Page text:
WordPress is an amazing platform for credit unions to build their websites with. It is particularly easy to use and staff can be trained on how to make updates and publish new content. WordPress is also exceptionally flexible with a variety of plugins to add on functionality to the basic website. Both of these traits have led to its booming popularity. It is generally accepted that nearly 40% of all websites on the web today are powered by WordPress, and this popularity has inspired the creation of tens of thousands of plugins. With an overwhelming number of options, how is anyone looking to improve their site going to know what works best?
CU*Answers Web Services has built our share of credit union websites over the last 15 years. Today, I counted 275 websites in our portfolio. Not all of the sites are WordPress based, but the majority are.
Based on more than a decade of experience building credit union websites, here are my top five must have WordPress plugins (in no particular order) and why you need them.
For Security: WordFence Security
Due to WordPress’s increased popularity, it has been known to attract bad guys. Having a proper in-depth security posture is very important. In addition to keeping your WordPress core and plugins up to date, you will want to coordinate with your hosting provider to make sure you have all the standard security practices in place.
For the WordPress layer, I recommend the WordFence Security plugin. This plugin provides a web application firewall specifically for WordPress on your hosted site. This firewall is tailored to the kinds of scans and attacks seen globally and automatically blocks any abusive visitors. In addition, WordFence regularly scans your entire site for any issues or concerns and notifies your site administrator.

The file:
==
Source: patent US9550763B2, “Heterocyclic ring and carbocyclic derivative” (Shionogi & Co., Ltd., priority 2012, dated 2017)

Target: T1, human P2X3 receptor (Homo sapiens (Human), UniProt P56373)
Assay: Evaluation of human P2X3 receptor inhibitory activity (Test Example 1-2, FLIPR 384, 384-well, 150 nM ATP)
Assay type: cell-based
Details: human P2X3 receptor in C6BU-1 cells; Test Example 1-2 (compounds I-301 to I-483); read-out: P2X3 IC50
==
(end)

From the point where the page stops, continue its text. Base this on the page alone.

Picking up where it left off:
While those are the two main functions of WordFence, this plugin also includes functionality for enforcing strong passwords blocking access to your site from specific countries.
A security plugin, WordFence or one of the many others, should be part of your cohesive top to bottom security posture.
For site speed: WP Super Cache
One of the best things about WordPress is the simplicity of publishing new content. Your authors can login and make updates from any web browser. This is truly one of the most powerful aspects of using a Content Management System (CMS).
The downside to this flexibility is that when a member visits your site, the CMS retrieves the current content from the database or filestore and puts together the entire webpage to deliver to your member’s web browser. Most times, this is the same webpage the CMS put together for the last visitor.
Here’s where caching comes into play. With a caching plugin like WP Super Cache, WordPress is able to remember the last webpage it put together and deliver that same content quickly to the next visitor without doing all the lookup and assembly. This significantly contributes to your member’s experience on your website as it is delivered significantly faster.
WP Super Cache is my plugin of choice because it is maintained by the same team that develops WordPress, but there are many other plugin options for caching.
For contact forms: Gravity Forms